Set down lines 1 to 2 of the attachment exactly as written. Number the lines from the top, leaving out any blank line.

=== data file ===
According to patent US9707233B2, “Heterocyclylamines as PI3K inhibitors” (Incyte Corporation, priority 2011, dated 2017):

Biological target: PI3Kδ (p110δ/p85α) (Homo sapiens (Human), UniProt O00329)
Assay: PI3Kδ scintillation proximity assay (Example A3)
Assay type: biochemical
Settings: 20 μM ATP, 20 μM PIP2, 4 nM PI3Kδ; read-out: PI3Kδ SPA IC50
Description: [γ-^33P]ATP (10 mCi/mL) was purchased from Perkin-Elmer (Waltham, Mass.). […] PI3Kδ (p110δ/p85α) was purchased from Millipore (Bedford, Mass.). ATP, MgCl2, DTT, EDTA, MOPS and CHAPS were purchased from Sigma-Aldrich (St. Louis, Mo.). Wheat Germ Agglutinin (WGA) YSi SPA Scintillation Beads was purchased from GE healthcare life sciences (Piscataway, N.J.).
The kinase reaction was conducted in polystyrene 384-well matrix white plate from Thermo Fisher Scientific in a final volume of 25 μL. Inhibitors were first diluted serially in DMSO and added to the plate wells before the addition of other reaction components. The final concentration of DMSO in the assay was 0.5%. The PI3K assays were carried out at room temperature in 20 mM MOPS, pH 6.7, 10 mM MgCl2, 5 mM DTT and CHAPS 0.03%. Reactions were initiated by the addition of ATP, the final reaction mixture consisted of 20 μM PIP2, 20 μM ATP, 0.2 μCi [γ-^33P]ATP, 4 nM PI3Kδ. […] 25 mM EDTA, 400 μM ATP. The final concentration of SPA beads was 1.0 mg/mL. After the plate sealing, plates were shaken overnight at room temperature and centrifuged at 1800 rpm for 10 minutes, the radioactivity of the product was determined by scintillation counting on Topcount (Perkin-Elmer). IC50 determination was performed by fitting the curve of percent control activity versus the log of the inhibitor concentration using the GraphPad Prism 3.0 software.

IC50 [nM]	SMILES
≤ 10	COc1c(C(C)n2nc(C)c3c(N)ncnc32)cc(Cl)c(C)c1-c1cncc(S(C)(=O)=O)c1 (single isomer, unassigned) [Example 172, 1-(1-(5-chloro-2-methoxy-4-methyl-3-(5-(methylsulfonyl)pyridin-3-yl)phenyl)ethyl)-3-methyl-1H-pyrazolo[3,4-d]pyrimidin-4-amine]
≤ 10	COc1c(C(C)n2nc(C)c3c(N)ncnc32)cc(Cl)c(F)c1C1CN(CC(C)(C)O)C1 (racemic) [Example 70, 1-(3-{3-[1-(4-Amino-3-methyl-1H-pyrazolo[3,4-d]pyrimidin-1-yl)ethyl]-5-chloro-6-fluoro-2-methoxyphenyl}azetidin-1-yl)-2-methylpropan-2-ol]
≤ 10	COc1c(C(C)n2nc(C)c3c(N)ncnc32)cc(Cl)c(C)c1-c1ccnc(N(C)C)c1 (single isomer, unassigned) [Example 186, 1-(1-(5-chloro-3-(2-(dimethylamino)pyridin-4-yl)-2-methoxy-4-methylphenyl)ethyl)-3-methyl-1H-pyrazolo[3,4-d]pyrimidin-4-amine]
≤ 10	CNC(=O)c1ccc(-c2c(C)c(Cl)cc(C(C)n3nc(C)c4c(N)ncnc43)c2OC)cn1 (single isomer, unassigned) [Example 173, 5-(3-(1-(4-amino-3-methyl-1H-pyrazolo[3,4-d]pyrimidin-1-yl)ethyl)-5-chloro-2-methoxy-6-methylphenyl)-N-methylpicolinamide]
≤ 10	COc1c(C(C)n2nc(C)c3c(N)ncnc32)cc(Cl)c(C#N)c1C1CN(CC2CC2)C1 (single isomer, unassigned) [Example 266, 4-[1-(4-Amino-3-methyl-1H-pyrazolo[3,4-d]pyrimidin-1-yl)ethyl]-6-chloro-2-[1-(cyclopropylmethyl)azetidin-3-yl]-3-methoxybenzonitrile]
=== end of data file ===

According to patent US9707233B2, “Heterocyclylamines as PI3K inhibitors” (Incyte Corporation, priority 2011, dated 2017):

Biological target: PI3Kδ (p110δ/p85α) (Homo sapiens (Human), UniProt O00329)